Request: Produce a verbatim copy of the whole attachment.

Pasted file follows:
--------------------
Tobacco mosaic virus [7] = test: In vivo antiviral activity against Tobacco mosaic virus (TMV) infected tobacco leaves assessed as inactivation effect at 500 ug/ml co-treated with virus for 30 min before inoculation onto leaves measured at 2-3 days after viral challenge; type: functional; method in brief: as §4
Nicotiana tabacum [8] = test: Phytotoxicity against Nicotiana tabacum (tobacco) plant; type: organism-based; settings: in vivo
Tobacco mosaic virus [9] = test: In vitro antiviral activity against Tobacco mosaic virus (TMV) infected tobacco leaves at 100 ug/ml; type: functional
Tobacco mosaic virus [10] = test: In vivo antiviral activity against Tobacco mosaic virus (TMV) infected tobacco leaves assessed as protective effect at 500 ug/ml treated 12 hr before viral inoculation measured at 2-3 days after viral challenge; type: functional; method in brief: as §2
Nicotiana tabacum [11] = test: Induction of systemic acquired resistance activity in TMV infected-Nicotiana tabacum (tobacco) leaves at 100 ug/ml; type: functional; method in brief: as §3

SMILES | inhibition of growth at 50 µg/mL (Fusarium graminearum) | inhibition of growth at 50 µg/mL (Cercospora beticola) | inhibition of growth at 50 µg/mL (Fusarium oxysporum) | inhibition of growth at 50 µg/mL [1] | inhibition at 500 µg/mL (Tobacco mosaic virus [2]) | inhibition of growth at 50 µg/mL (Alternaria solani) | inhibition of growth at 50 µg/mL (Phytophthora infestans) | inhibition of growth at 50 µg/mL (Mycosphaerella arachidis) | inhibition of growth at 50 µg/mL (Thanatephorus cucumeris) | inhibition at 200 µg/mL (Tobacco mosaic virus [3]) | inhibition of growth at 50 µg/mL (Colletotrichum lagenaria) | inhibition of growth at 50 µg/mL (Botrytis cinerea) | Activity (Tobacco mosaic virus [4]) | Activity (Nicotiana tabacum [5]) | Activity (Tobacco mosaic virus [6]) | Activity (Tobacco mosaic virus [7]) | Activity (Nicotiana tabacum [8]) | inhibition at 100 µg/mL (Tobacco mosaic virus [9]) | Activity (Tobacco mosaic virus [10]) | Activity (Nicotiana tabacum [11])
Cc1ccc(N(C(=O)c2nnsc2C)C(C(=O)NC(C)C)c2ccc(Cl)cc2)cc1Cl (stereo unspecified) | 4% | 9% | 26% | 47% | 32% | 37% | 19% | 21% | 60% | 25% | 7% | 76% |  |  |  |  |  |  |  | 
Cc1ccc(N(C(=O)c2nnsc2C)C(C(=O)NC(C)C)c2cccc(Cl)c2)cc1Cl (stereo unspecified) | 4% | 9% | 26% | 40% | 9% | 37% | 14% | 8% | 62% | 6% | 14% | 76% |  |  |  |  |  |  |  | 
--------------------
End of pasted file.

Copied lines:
Tobacco mosaic virus [7] = test: In vivo antiviral activity against Tobacco mosaic virus (TMV) infected tobacco leaves assessed as inactivation effect at 500 ug/ml co-treated with virus for 30 min before inoculation onto leaves measured at 2-3 days after viral challenge; type: functional; method in brief: as §4
Nicotiana tabacum [8] = test: Phytotoxicity against Nicotiana tabacum (tobacco) plant; type: organism-based; settings: in vivo
Tobacco mosaic virus [9] = test: In vitro antiviral activity against Tobacco mosaic virus (TMV) infected tobacco leaves at 100 ug/ml; type: functional
Tobacco mosaic virus [10] = test: In vivo antiviral activity against Tobacco mosaic virus (TMV) infected tobacco leaves assessed as protective effect at 500 ug/ml treated 12 hr before viral inoculation measured at 2-3 days after viral challenge; type: functional; method in brief: as §2
Nicotiana tabacum [11] = test: Induction of systemic acquired resistance activity in TMV infected-Nicotiana tabacum (tobacco) leaves at 100 ug/ml; type: functional; method in brief: as §3

SMILES | inhibition of growth at 50 µg/mL (Fusarium graminearum) | inhibition of growth at 50 µg/mL (Cercospora beticola) | inhibition of growth at 50 µg/mL (Fusarium oxysporum) | inhibition of growth at 50 µg/mL [1] | inhibition at 500 µg/mL (Tobacco mosaic virus [2]) | inhibition of growth at 50 µg/mL (Alternaria solani) | inhibition of growth at 50 µg/mL (Phytophthora infestans) | inhibition of growth at 50 µg/mL (Mycosphaerella arachidis) | inhibition of growth at 50 µg/mL (Thanatephorus cucumeris) | inhibition at 200 µg/mL (Tobacco mosaic virus [3]) | inhibition of growth at 50 µg/mL (Colletotrichum lagenaria) | inhibition of growth at 50 µg/mL (Botrytis cinerea) | Activity (Tobacco mosaic virus [4]) | Activity (Nicotiana tabacum [5]) | Activity (Tobacco mosaic virus [6]) | Activity (Tobacco mosaic virus [7]) | Activity (Nicotiana tabacum [8]) | inhibition at 100 µg/mL (Tobacco mosaic virus [9]) | Activity (Tobacco mosaic virus [10]) | Activity (Nicotiana tabacum [11])
Cc1ccc(N(C(=O)c2nnsc2C)C(C(=O)NC(C)C)c2ccc(Cl)cc2)cc1Cl (stereo unspecified) | 4% | 9% | 26% | 47% | 32% | 37% | 19% | 21% | 60% | 25% | 7% | 76% |  |  |  |  |  |  |  | 
Cc1ccc(N(C(=O)c2nnsc2C)C(C(=O)NC(C)C)c2cccc(Cl)c2)cc1Cl (stereo unspecified) | 4% | 9% | 26% | 40% | 9% | 37% | 14% | 8% | 62% | 6% | 14% | 76% |  |  |  |  |  |  |  | 